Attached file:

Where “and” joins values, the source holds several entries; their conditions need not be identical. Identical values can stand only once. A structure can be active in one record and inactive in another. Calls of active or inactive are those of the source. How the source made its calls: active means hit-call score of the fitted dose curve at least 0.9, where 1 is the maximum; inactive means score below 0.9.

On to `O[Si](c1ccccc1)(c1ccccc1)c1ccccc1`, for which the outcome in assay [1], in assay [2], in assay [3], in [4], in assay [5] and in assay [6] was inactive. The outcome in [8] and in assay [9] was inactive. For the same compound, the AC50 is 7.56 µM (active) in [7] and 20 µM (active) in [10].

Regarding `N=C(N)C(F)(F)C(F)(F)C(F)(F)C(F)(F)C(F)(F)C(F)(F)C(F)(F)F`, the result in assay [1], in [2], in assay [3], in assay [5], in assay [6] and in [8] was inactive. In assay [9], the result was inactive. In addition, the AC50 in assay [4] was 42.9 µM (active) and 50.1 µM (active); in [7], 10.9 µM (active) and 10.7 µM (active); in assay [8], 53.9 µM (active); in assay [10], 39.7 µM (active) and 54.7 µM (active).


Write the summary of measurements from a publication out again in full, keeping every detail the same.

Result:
Where “and” joins values, the source holds several entries; their conditions need not be identical. Identical values can stand only once. A structure can be active in one record and inactive in another. Calls of active or inactive are those of the source. How the source made its calls: active means hit-call score of the fitted dose curve at least 0.9, where 1 is the maximum; inactive means score below 0.9.

On to `O[Si](c1ccccc1)(c1ccccc1)c1ccccc1`, for which the outcome in assay [1], in assay [2], in assay [3], in [4], in assay [5] and in assay [6] was inactive. The outcome in [8] and in assay [9] was inactive. For the same compound, the AC50 is 7.56 µM (active) in [7] and 20 µM (active) in [10].

Regarding `N=C(N)C(F)(F)C(F)(F)C(F)(F)C(F)(F)C(F)(F)C(F)(F)C(F)(F)F`, the result in assay [1], in [2], in assay [3], in assay [5], in assay [6] and in [8] was inactive. In assay [9], the result was inactive. In addition, the AC50 in assay [4] was 42.9 µM (active) and 50.1 µM (active); in [7], 10.9 µM (active) and 10.7 µM (active); in assay [8], 53.9 µM (active); in assay [10], 39.7 µM (active) and 54.7 µM (active).